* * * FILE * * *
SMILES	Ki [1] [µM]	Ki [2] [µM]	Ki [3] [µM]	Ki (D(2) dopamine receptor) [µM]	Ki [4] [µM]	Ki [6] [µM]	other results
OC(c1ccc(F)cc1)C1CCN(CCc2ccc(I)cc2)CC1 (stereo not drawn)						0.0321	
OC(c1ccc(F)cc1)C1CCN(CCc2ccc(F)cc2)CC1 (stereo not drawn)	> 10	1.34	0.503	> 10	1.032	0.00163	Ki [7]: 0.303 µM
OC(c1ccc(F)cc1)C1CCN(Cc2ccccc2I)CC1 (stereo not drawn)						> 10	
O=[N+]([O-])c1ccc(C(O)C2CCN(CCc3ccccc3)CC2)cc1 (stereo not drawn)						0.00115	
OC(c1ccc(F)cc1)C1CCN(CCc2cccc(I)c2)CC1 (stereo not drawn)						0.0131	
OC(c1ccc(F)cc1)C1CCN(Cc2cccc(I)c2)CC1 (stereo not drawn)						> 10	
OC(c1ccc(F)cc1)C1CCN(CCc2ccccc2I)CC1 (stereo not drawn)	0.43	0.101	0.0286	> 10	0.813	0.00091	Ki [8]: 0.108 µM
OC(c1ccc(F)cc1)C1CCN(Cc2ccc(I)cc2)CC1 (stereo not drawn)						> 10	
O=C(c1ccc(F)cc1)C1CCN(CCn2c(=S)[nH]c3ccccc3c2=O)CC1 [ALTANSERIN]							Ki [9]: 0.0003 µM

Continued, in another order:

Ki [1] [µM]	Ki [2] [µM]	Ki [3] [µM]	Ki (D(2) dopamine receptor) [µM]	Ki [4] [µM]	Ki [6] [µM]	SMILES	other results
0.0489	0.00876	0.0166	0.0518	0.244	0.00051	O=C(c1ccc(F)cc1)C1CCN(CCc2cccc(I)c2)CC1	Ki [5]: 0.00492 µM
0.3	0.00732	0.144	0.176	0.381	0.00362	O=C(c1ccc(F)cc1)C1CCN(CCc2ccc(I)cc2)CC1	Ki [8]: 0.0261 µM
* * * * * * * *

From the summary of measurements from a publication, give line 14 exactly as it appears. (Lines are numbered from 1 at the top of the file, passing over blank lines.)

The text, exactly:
0.3	0.00732	0.144	0.176	0.381	0.00362	O=C(c1ccc(F)cc1)C1CCN(CCc2ccc(I)cc2)CC1	Ki [8]: 0.0261 µM